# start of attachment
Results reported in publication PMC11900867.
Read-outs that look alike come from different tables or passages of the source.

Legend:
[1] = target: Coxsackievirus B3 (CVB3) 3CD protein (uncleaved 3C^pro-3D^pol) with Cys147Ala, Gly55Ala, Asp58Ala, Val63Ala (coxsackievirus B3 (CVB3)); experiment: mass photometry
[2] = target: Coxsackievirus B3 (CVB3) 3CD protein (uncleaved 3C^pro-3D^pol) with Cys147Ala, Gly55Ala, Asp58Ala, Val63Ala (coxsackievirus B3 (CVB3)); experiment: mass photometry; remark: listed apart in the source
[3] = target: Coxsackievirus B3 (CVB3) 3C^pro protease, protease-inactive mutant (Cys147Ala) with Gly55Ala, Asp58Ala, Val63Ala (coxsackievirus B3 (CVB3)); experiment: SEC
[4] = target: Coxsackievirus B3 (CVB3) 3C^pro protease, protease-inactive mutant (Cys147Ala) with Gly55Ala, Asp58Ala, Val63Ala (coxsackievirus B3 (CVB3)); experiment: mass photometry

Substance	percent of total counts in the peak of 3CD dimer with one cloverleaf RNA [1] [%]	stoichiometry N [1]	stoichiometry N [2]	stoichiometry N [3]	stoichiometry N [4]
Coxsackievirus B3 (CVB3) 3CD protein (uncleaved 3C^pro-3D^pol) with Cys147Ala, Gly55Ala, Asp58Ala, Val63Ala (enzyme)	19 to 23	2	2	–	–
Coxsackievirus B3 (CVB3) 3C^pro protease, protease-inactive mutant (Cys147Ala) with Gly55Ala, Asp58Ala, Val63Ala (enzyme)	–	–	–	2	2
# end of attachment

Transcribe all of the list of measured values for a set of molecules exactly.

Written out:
Results reported in publication PMC11900867.
Read-outs that look alike come from different tables or passages of the source.

Legend:
[1] = target: Coxsackievirus B3 (CVB3) 3CD protein (uncleaved 3C^pro-3D^pol) with Cys147Ala, Gly55Ala, Asp58Ala, Val63Ala (coxsackievirus B3 (CVB3)); experiment: mass photometry
[2] = target: Coxsackievirus B3 (CVB3) 3CD protein (uncleaved 3C^pro-3D^pol) with Cys147Ala, Gly55Ala, Asp58Ala, Val63Ala (coxsackievirus B3 (CVB3)); experiment: mass photometry; remark: listed apart in the source
[3] = target: Coxsackievirus B3 (CVB3) 3C^pro protease, protease-inactive mutant (Cys147Ala) with Gly55Ala, Asp58Ala, Val63Ala (coxsackievirus B3 (CVB3)); experiment: SEC
[4] = target: Coxsackievirus B3 (CVB3) 3C^pro protease, protease-inactive mutant (Cys147Ala) with Gly55Ala, Asp58Ala, Val63Ala (coxsackievirus B3 (CVB3)); experiment: mass photometry

Substance	percent of total counts in the peak of 3CD dimer with one cloverleaf RNA [1] [%]	stoichiometry N [1]	stoichiometry N [2]	stoichiometry N [3]	stoichiometry N [4]
Coxsackievirus B3 (CVB3) 3CD protein (uncleaved 3C^pro-3D^pol) with Cys147Ala, Gly55Ala, Asp58Ala, Val63Ala (enzyme)	19 to 23	2	2	–	–
Coxsackievirus B3 (CVB3) 3C^pro protease, protease-inactive mutant (Cys147Ala) with Gly55Ala, Asp58Ala, Val63Ala (enzyme)	–	–	–	2	2